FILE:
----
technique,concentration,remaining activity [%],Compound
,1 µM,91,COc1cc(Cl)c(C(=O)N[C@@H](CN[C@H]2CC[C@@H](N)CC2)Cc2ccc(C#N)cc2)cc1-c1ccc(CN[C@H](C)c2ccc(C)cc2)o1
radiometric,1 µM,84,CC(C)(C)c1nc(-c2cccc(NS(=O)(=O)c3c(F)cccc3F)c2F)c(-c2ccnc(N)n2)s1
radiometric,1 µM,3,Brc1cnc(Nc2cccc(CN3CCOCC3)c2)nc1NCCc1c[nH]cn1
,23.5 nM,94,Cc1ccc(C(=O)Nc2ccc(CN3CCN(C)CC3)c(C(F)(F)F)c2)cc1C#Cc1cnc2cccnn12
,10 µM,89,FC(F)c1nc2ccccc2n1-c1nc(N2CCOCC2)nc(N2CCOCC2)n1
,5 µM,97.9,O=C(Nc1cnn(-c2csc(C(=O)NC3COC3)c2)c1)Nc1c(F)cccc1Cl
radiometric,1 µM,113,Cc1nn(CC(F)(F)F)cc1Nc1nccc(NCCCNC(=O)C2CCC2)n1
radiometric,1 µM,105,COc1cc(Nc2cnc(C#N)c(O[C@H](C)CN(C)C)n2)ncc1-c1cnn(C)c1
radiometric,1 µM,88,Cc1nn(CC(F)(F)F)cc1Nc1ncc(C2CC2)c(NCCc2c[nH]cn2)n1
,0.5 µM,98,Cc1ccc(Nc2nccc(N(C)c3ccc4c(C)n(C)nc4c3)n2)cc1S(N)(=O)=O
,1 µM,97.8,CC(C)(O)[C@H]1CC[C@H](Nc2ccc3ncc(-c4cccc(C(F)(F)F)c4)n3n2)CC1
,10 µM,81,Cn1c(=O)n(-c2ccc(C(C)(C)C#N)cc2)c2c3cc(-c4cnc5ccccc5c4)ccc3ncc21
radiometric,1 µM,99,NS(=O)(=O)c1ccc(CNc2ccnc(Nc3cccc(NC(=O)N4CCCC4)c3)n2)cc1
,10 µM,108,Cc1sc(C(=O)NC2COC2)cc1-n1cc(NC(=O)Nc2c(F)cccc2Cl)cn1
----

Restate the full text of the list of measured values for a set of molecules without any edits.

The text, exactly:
technique,concentration,remaining activity [%],Compound
,1 µM,91,COc1cc(Cl)c(C(=O)N[C@@H](CN[C@H]2CC[C@@H](N)CC2)Cc2ccc(C#N)cc2)cc1-c1ccc(CN[C@H](C)c2ccc(C)cc2)o1
radiometric,1 µM,84,CC(C)(C)c1nc(-c2cccc(NS(=O)(=O)c3c(F)cccc3F)c2F)c(-c2ccnc(N)n2)s1
radiometric,1 µM,3,Brc1cnc(Nc2cccc(CN3CCOCC3)c2)nc1NCCc1c[nH]cn1
,23.5 nM,94,Cc1ccc(C(=O)Nc2ccc(CN3CCN(C)CC3)c(C(F)(F)F)c2)cc1C#Cc1cnc2cccnn12
,10 µM,89,FC(F)c1nc2ccccc2n1-c1nc(N2CCOCC2)nc(N2CCOCC2)n1
,5 µM,97.9,O=C(Nc1cnn(-c2csc(C(=O)NC3COC3)c2)c1)Nc1c(F)cccc1Cl
radiometric,1 µM,113,Cc1nn(CC(F)(F)F)cc1Nc1nccc(NCCCNC(=O)C2CCC2)n1
radiometric,1 µM,105,COc1cc(Nc2cnc(C#N)c(O[C@H](C)CN(C)C)n2)ncc1-c1cnn(C)c1
radiometric,1 µM,88,Cc1nn(CC(F)(F)F)cc1Nc1ncc(C2CC2)c(NCCc2c[nH]cn2)n1
,0.5 µM,98,Cc1ccc(Nc2nccc(N(C)c3ccc4c(C)n(C)nc4c3)n2)cc1S(N)(=O)=O
,1 µM,97.8,CC(C)(O)[C@H]1CC[C@H](Nc2ccc3ncc(-c4cccc(C(F)(F)F)c4)n3n2)CC1
,10 µM,81,Cn1c(=O)n(-c2ccc(C(C)(C)C#N)cc2)c2c3cc(-c4cnc5ccccc5c4)ccc3ncc21
radiometric,1 µM,99,NS(=O)(=O)c1ccc(CNc2ccnc(Nc3cccc(NC(=O)N4CCCC4)c3)n2)cc1
,10 µM,108,Cc1sc(C(=O)NC2COC2)cc1-n1cc(NC(=O)Nc2c(F)cccc2Cl)cn1